STARTLING figures released by Northumbria Police revealed there were nearly 6,000 domestic abuse incidents reported to across the area last year.

The data highlighted that 486 reports were received each month, with the perpetrator either a partner or ex-partner in 80 per cent of these incidents. Another major concern was that children were involved in 45 per cent of all cases.

However, this was just the tip of the iceberg according to Hexham-based Northumberland Domestic Abuse Services (NDAS) which supports adults and children in abusive situations.

Karen Richardson, NDAS’ service manager, said the figures would probably equate for only 40 per cent of the actual amount of incidents across the region.

She said: “The figures quoted represent only a small fraction of the real numbers of domestic abuse cases.

“It’s estimated two-fifths is all that is reported, which leaves more than half of victims either not reaching out for help or not having accessible services to meet their needs.

“The majority of our users don’t involve police or statuary agencies; they ring us directly for help. A lot of victims are scared of involving the police while some don’t even recognise it as abuse.

“It is brilliant that 500 people a month are ringing police and we do as much as we can for these people, but we are conscious there’s a lot more people out there who we don’t know about.”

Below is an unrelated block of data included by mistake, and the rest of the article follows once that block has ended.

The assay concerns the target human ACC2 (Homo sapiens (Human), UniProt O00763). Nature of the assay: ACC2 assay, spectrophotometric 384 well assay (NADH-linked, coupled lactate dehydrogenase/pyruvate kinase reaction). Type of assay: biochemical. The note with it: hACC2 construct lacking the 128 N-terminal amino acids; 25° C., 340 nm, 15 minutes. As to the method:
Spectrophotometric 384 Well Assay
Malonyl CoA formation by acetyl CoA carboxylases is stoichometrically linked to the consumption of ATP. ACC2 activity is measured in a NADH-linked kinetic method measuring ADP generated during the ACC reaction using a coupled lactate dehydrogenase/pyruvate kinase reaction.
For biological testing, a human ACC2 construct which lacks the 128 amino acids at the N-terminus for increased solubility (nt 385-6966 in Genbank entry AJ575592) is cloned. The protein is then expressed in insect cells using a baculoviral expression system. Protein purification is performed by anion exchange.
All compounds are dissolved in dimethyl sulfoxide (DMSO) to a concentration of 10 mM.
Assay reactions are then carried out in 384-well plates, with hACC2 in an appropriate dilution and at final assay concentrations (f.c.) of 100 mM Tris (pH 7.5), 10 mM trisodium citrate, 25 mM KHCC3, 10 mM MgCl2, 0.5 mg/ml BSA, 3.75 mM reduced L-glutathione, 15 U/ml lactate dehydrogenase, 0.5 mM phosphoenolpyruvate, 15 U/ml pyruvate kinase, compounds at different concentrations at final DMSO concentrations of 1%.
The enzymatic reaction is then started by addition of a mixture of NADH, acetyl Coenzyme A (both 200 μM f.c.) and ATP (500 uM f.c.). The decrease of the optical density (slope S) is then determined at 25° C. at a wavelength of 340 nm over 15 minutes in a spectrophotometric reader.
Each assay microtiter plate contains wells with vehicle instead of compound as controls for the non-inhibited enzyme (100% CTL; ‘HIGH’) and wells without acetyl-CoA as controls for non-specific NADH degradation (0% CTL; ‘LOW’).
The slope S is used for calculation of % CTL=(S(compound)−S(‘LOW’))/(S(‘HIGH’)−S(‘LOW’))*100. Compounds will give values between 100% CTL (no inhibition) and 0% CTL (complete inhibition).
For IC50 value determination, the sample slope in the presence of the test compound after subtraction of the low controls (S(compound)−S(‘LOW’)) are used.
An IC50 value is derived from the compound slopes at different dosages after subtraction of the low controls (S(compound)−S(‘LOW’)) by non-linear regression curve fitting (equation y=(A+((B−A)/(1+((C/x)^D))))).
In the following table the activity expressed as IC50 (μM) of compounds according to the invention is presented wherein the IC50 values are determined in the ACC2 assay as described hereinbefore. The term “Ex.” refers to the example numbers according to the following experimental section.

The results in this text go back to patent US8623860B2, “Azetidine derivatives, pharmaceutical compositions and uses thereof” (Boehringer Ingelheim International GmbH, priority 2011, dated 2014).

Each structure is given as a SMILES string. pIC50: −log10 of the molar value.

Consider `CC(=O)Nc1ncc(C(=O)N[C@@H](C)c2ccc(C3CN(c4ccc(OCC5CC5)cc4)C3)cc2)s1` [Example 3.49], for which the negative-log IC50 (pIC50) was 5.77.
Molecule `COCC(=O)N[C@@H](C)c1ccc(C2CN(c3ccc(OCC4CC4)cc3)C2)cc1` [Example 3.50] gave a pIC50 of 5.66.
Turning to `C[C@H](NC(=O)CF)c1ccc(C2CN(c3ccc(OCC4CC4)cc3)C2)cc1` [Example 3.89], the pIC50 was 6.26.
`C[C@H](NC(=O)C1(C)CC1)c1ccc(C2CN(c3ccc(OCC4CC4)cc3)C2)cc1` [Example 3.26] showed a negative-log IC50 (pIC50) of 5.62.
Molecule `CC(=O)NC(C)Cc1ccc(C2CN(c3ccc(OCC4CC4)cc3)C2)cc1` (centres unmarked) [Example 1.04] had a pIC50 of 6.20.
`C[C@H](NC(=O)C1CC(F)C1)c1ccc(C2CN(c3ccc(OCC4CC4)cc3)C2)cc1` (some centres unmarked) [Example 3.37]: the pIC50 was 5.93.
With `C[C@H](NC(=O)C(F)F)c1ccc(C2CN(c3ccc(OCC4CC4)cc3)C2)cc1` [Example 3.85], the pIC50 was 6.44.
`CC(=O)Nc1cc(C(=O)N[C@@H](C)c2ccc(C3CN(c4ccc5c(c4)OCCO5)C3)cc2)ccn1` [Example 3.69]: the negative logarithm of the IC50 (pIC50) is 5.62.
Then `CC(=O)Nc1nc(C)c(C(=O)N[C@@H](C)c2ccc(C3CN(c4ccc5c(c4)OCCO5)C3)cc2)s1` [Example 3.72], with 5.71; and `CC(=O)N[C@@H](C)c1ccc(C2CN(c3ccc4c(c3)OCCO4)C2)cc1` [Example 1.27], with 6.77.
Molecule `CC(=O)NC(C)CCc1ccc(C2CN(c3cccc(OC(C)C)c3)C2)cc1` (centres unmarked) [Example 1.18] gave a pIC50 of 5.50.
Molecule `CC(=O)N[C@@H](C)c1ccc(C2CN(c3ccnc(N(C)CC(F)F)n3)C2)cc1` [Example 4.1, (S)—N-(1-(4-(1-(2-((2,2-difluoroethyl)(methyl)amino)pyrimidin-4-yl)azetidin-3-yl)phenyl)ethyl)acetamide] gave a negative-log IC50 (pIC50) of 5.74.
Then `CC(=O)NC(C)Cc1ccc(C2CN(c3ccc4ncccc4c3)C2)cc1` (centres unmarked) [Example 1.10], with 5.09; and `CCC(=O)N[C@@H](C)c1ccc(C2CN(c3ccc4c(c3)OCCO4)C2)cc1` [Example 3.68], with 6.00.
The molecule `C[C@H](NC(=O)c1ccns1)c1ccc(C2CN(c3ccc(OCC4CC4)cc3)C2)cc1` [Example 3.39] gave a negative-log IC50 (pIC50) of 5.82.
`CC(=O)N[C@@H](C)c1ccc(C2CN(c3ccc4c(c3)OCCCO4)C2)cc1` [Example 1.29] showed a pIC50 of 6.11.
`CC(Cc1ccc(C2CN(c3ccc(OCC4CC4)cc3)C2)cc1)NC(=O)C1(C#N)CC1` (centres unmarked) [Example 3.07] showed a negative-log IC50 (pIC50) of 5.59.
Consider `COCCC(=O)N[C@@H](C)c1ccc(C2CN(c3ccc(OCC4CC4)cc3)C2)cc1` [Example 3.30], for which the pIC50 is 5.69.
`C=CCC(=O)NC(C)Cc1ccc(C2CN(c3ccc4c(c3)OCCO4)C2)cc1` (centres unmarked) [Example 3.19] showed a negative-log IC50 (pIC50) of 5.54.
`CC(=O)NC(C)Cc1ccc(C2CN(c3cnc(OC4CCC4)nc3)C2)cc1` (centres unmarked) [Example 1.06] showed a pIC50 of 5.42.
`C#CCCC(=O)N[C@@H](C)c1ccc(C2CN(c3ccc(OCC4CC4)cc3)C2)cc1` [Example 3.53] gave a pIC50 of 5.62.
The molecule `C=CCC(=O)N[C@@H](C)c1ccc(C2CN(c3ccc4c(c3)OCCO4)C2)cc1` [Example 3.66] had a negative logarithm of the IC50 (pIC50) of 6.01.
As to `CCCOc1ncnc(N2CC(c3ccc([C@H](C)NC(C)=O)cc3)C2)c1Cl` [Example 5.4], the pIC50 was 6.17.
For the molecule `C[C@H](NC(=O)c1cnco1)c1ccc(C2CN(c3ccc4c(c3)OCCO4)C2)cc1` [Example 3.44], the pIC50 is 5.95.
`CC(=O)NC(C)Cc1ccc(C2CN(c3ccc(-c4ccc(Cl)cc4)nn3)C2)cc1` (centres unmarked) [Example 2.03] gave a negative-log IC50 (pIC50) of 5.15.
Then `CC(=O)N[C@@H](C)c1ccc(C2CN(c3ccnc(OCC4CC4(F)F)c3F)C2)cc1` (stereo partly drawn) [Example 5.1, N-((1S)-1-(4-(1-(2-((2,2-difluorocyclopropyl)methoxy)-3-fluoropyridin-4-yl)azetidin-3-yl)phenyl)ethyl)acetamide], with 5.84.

Services like NDAS face constant struggles to stay afloat and it was under threat of closure early this year until funding was secured for the financial year.

But the service it provides can provide a lifeline to many vulnerable people in the area, said Karen.

“NDAS is essential to serving people struggling with domestic abuse. There’s small charities like us across the county which deliver vital services to victims on many levels and the value of our services we can provide needs to be recognised.

“We can make a real difference working together but we are very under-resourced and understaffed to meet the demand. We are carrying waiting lists which isn’t ideal.”

There is worked being carried out to tackle the high level of abuse on a national level, and the Government has recently announced plans for a Domestic Violence and Abuse Bill, which was regarded by NDAS as a positive step forward.

As part of the legislation, it was proposed for a new legal duty on local authorities in England to deliver support to victims of domestic abuse and their children in accommodation-based services.

More locally, the Northumberland Domestic Abuse and Sexual Violence strategy for 2018 to 2021 was approved by the relevant boards to raise awareness of domestic violence abuse and sexual violence.

Meanwhile, the outgoing Northumbria Police and Crime Commissioner, Dame Vera Baird QC, secured funding until March 2020 to pilot a national scheme to offer support to youngsters witnessing and experiencing domestic abuse.

She has also championed and funded the development and delivery of the RESPECT programme across the region, in relation to Adolescent to Parent Violence and Abuse.

On top of that, a pilot outreach project offering counselling and therapeutic support to four to 18-year-olds living in Northumberland, who have witnessed domestic abuse, has been funded for 12 months until October.